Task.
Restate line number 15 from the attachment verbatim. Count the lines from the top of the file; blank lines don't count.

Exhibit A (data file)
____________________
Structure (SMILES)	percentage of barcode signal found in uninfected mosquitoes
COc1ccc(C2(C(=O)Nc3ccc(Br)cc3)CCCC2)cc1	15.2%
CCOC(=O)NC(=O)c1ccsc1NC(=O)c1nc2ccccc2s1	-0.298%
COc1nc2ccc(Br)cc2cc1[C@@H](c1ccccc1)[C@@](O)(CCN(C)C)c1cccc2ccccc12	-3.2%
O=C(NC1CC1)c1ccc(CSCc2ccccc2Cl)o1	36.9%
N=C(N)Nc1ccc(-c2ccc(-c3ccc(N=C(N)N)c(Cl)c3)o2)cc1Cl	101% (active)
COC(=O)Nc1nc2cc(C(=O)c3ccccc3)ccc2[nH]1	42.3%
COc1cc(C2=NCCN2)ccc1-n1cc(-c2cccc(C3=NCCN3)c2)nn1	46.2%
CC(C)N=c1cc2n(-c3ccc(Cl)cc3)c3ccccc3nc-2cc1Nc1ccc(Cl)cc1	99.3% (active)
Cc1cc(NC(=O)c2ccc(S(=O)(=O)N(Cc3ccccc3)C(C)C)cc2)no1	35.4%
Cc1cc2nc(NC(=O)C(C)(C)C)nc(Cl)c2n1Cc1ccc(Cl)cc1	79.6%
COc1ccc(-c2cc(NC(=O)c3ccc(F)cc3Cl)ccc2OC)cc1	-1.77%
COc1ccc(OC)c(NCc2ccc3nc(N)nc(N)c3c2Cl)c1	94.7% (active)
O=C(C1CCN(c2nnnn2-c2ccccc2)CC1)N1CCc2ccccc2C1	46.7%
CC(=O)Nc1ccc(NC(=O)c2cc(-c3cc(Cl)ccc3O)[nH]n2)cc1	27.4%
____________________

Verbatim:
CC(=O)Nc1ccc(NC(=O)c2cc(-c3cc(Cl)ccc3O)[nH]n2)cc1	27.4%